Engage with researchers to make the most of lighting advances, growers urged

Research is revealing the surprising extent to which crop growth can be manipulated by light of different wavelengths and times, to the benefit of quality and yield.

Image: University of Essex
Image: University of Essex

But growers should engage with this process to guide it towards commercially desirable outcomes, according to a leading researcher in the field.

University of Essex molecular biology lecturer Dr Matt Jones catalogues the many different directions this is taking in a new paper published this month in Horticulture Research which analyses the mechanisms underlying effects detailed across some 180 individual pieces of research on crops and lighting.

 "Now LEDs are more viable, it’s important to take what we do in the lab and apply it on a commercial scale," Jones told Horticulture Week. "There is a big gap between what we know and what can be usefully applied."

He explained: "It’s hard to generalise. What’s increasingly apparent is that plants’ responses to light are very different from each other, and so the light recipe has to be tweaked in each case. Even different subspecies of the model plants being studied have different numbers of photo-receptors – we have to double-check each crop."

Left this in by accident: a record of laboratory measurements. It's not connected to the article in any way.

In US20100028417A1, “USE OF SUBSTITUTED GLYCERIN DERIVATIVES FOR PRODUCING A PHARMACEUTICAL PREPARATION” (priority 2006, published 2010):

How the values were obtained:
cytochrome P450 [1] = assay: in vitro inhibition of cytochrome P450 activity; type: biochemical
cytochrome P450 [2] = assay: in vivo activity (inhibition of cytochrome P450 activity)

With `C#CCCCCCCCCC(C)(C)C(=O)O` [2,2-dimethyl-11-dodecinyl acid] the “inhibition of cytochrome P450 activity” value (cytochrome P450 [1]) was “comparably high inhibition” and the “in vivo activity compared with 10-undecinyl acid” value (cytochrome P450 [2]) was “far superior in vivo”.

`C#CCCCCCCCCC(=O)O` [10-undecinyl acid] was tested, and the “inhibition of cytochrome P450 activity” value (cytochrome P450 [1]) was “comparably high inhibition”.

And across the corpus of recent academic literature on the subject, "There’s a lot on controlling vegetative growth versus flowering, but little in fruit quality," he said. "What people aren’t looking at is the effect of different light quality at different times, for example blue light at night."

Meanwhile, he added: "A lot of the research is proprietary [to manufacturers], and there is a lack of transparency on how well they are tested. They may have a general light recipe which is not necessarily as useable."

Lighting can even improve crops post-harvest, he noted. "How easy is that in practice? It depends on the practicalities of the crop, which might go straight into crates after picking."

In general, he said: "We need dialogue, as we are not always sure what growers want."

Applications for lighting to improve crops

  • Supplemental LED lighting can induce colour break in winter-grown peppers;
  • Light irradiation of peppers can also induce colour break after harvesting;
  • Extending day length can increase yield in peppers, though not in related crops such as tomatoes;
  • Blue LEDs at the end of day can improve tomato quality, though not yield;
  • Red-light night breaks delay flowering and decrease plant height in tomato, while also improving fresh weight;
  • Altering the ratio of blue and red light used to irradiate lamb’s lettuce can improve yield and also leaves’ sugar and phenol content;
  • supplemental lighting can reduce senescence of outer leaves of crops such as lettuce, so enhancing yield.

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